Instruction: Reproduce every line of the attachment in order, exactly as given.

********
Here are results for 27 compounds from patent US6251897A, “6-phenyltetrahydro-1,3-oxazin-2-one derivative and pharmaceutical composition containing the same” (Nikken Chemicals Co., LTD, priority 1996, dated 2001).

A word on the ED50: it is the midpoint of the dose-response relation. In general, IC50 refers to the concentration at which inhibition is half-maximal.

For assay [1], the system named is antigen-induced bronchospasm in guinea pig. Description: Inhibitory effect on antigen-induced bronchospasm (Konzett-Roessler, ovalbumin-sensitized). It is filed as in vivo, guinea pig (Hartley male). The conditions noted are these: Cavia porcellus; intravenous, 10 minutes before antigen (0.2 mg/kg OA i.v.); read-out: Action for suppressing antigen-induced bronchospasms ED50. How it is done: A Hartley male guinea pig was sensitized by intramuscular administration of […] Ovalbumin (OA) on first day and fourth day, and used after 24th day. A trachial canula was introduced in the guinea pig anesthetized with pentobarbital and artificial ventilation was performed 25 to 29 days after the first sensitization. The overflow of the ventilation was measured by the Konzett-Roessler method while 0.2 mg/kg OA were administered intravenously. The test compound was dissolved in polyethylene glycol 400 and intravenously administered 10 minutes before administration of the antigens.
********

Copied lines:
Here are results for 27 compounds from patent US6251897A, “6-phenyltetrahydro-1,3-oxazin-2-one derivative and pharmaceutical composition containing the same” (Nikken Chemicals Co., LTD, priority 1996, dated 2001).

A word on the ED50: it is the midpoint of the dose-response relation. In general, IC50 refers to the concentration at which inhibition is half-maximal.

For assay [1], the system named is antigen-induced bronchospasm in guinea pig. Description: Inhibitory effect on antigen-induced bronchospasm (Konzett-Roessler, ovalbumin-sensitized). It is filed as in vivo, guinea pig (Hartley male). The conditions noted are these: Cavia porcellus; intravenous, 10 minutes before antigen (0.2 mg/kg OA i.v.); read-out: Action for suppressing antigen-induced bronchospasms ED50. How it is done: A Hartley male guinea pig was sensitized by intramuscular administration of […] Ovalbumin (OA) on first day and fourth day, and used after 24th day. A trachial canula was introduced in the guinea pig anesthetized with pentobarbital and artificial ventilation was performed 25 to 29 days after the first sensitization. The overflow of the ventilation was measured by the Konzett-Roessler method while 0.2 mg/kg OA were administered intravenously. The test compound was dissolved in polyethylene glycol 400 and intravenously administered 10 minutes before administration of the antigens.